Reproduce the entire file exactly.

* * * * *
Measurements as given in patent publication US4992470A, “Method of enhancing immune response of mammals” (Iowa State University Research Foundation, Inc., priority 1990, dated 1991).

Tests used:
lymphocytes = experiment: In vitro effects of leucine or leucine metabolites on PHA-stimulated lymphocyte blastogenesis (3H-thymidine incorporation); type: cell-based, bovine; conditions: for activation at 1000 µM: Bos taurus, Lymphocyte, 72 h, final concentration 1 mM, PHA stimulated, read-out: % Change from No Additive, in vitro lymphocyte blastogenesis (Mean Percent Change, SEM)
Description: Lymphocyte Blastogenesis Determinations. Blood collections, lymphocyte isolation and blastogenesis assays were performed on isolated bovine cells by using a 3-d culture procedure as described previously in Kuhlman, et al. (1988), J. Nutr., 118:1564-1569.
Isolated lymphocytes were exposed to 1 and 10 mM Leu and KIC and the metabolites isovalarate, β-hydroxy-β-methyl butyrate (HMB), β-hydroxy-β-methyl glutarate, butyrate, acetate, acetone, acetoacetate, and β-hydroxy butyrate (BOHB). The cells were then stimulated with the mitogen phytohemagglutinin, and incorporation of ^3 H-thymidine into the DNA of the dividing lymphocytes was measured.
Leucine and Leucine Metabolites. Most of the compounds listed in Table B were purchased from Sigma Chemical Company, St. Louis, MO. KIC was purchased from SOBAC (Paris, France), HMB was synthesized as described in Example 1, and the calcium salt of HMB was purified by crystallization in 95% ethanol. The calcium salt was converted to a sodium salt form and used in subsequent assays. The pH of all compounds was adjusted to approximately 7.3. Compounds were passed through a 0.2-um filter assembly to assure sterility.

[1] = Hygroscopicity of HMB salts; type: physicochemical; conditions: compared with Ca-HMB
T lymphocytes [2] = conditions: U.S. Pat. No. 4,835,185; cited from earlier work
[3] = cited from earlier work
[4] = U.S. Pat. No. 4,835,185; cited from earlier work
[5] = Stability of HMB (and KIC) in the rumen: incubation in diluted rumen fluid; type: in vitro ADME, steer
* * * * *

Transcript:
Measurements as given in patent publication US4992470A, “Method of enhancing immune response of mammals” (Iowa State University Research Foundation, Inc., priority 1990, dated 1991).

Tests used:
lymphocytes = experiment: In vitro effects of leucine or leucine metabolites on PHA-stimulated lymphocyte blastogenesis (3H-thymidine incorporation); type: cell-based, bovine; conditions: for activation at 1000 µM: Bos taurus, Lymphocyte, 72 h, final concentration 1 mM, PHA stimulated, read-out: % Change from No Additive, in vitro lymphocyte blastogenesis (Mean Percent Change, SEM)
Description: Lymphocyte Blastogenesis Determinations. Blood collections, lymphocyte isolation and blastogenesis assays were performed on isolated bovine cells by using a 3-d culture procedure as described previously in Kuhlman, et al. (1988), J. Nutr., 118:1564-1569.
Isolated lymphocytes were exposed to 1 and 10 mM Leu and KIC and the metabolites isovalarate, β-hydroxy-β-methyl butyrate (HMB), β-hydroxy-β-methyl glutarate, butyrate, acetate, acetone, acetoacetate, and β-hydroxy butyrate (BOHB). The cells were then stimulated with the mitogen phytohemagglutinin, and incorporation of ^3 H-thymidine into the DNA of the dividing lymphocytes was measured.
Leucine and Leucine Metabolites. Most of the compounds listed in Table B were purchased from Sigma Chemical Company, St. Louis, MO. KIC was purchased from SOBAC (Paris, France), HMB was synthesized as described in Example 1, and the calcium salt of HMB was purified by crystallization in 95% ethanol. The calcium salt was converted to a sodium salt form and used in subsequent assays. The pH of all compounds was adjusted to approximately 7.3. Compounds were passed through a 0.2-um filter assembly to assure sterility.

[1] = Hygroscopicity of HMB salts; type: physicochemical; conditions: compared with Ca-HMB
T lymphocytes [2] = conditions: U.S. Pat. No. 4,835,185; cited from earlier work
[3] = cited from earlier work
[4] = U.S. Pat. No. 4,835,185; cited from earlier work
[5] = Stability of HMB (and KIC) in the rumen: incubation in diluted rumen fluid; type: in vitro ADME, steer